Department Aquatic Ecology

Host-Parasite Coevolutionary Dynamics

How do evolution and ecology interact in aquatic ecosystems?

Today it is known that evolutionary processes happen on a very short timescale and will feed into ecological interactions. It is important to understand adaptation by natural selection: what it can achieve, how quickly, and can we count on it to alleviate some of the problems we humans have created?

Aquatic organisms show a tremendous diversity in abundance, life cycles, habitat requirements, natural enemies and environmental stressors they have to cope with. We work on their natural populations and shy away from using model organisms in order to study how the populations out there adapt. If a question is good we ignore disciplinary boundaries in biology and try to find a way to address it. But generally we use a lot of simple, but elaborate field and laboratory experiments to find an answer using test tubes as frequently as buckets. M.Sc. students and undergraduates are welcomed.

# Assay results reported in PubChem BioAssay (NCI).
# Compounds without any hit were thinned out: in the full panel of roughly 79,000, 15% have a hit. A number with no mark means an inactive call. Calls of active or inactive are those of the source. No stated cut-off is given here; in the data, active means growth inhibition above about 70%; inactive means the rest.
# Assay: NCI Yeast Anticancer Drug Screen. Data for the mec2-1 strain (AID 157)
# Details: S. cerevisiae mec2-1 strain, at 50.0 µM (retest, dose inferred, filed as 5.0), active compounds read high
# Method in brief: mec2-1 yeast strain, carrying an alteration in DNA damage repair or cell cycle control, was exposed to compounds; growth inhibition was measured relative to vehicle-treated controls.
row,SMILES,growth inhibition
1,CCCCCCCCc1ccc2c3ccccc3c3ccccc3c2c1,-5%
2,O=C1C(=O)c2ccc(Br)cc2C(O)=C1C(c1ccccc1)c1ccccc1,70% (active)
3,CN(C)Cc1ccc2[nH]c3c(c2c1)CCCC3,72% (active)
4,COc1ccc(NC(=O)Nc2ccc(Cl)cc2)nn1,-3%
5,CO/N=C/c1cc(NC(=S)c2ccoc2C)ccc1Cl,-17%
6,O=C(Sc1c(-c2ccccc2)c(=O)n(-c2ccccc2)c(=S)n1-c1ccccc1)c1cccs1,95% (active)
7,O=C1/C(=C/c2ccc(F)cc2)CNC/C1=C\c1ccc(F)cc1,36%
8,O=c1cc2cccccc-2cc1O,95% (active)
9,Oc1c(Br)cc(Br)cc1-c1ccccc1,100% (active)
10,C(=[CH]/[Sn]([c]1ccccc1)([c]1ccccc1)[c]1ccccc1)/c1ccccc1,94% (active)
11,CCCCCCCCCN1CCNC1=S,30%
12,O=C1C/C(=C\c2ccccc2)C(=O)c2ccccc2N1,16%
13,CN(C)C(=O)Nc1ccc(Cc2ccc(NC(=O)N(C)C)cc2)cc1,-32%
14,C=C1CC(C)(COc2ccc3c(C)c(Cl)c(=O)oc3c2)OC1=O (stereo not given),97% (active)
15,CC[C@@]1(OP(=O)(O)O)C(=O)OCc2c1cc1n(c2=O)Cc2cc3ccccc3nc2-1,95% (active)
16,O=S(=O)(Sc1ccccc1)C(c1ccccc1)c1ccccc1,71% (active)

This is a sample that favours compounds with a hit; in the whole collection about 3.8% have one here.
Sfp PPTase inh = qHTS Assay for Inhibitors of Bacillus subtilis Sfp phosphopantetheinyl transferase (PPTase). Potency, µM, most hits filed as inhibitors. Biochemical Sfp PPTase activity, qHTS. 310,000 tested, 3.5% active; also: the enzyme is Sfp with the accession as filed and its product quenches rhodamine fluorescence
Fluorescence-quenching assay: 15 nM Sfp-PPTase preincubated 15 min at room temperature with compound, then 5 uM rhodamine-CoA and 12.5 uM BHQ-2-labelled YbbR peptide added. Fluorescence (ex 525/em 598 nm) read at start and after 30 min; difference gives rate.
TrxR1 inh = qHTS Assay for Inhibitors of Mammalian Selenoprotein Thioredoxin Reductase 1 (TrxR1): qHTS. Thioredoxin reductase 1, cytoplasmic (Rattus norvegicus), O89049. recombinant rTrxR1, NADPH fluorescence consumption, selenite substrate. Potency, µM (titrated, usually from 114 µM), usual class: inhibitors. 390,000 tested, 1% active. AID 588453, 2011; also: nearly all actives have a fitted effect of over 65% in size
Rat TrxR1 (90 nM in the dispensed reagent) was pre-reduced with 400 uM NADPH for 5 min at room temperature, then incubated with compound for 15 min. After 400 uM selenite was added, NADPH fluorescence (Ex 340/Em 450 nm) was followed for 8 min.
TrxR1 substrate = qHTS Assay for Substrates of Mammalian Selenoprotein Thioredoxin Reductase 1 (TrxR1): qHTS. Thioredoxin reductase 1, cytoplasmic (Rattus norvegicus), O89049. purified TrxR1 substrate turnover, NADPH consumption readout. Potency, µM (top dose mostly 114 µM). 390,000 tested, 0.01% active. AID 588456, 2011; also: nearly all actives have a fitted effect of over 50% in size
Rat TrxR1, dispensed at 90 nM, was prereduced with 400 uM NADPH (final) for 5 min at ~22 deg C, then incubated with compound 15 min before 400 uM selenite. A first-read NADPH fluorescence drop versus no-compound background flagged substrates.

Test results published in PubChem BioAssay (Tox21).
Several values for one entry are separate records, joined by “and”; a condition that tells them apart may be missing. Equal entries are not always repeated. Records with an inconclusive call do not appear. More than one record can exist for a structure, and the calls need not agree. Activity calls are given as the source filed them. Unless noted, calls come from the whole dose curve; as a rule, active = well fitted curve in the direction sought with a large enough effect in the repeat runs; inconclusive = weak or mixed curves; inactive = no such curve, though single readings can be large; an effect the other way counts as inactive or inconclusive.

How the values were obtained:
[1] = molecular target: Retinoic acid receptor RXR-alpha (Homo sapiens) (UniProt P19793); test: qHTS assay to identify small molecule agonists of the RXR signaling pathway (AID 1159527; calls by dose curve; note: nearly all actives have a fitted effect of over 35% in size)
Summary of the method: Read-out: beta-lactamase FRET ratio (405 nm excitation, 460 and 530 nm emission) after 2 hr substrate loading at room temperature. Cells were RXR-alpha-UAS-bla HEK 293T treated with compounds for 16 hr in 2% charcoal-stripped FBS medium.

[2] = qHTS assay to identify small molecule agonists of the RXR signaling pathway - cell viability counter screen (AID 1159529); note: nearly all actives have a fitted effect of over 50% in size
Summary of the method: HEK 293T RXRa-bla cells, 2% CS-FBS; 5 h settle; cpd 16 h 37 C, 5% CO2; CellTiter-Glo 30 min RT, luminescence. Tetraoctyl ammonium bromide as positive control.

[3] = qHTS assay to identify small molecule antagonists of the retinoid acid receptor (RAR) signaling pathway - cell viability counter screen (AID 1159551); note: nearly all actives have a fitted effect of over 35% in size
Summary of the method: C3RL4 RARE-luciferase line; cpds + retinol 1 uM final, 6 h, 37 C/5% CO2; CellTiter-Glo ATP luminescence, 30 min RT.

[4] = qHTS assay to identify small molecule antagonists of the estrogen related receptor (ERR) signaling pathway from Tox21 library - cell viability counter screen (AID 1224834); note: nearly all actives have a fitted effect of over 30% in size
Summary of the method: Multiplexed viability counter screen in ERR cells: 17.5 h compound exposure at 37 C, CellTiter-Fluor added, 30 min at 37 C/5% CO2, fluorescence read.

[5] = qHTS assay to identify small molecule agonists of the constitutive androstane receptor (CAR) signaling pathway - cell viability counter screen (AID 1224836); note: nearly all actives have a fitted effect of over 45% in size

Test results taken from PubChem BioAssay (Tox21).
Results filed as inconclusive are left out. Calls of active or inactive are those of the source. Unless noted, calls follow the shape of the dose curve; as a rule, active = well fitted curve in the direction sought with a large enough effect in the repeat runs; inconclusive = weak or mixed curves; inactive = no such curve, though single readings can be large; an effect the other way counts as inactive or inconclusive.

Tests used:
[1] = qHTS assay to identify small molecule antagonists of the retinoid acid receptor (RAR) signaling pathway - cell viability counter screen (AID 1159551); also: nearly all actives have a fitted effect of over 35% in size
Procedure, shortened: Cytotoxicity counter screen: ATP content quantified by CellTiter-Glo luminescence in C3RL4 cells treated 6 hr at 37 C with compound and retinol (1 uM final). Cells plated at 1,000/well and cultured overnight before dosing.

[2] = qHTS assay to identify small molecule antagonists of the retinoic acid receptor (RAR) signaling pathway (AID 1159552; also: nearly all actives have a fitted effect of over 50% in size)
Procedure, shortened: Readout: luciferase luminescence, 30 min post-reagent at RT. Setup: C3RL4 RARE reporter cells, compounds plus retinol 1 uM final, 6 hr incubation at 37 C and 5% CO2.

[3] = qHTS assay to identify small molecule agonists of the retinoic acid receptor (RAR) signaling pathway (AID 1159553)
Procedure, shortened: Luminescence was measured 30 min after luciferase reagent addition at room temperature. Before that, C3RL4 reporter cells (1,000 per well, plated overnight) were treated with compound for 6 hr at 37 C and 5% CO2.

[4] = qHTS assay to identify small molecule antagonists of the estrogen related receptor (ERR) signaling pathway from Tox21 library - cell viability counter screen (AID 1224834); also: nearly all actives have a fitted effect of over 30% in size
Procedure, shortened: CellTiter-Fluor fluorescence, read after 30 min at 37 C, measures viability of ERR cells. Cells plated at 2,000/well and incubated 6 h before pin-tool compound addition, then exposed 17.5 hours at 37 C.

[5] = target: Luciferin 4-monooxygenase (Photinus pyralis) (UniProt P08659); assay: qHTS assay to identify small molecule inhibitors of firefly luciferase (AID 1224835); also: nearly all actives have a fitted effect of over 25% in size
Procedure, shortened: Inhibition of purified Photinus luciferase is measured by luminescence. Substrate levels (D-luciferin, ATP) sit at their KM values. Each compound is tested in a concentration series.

Research Focus

  • Host-Parasite Interactions

    We study ecology and evolution of host-parasite interactions. We have a special interest in coevolutionary interactions and mainly work with parasites that have a complex life cycle.

  • Ecological Genetics and Adaptation

    In many projects we also study how the (population) genetic structure is influenced by the environment or the interaction with organisms.

  • Applied Research

    Goals of our applied projects include management and prevention of spread of invasive species and disease. Second important area for our applied research is ecological genetics where we particularly focus on cryptic biodiversity.

For further information about our research please contact our site at ETH Zurich Aquatic Ecology.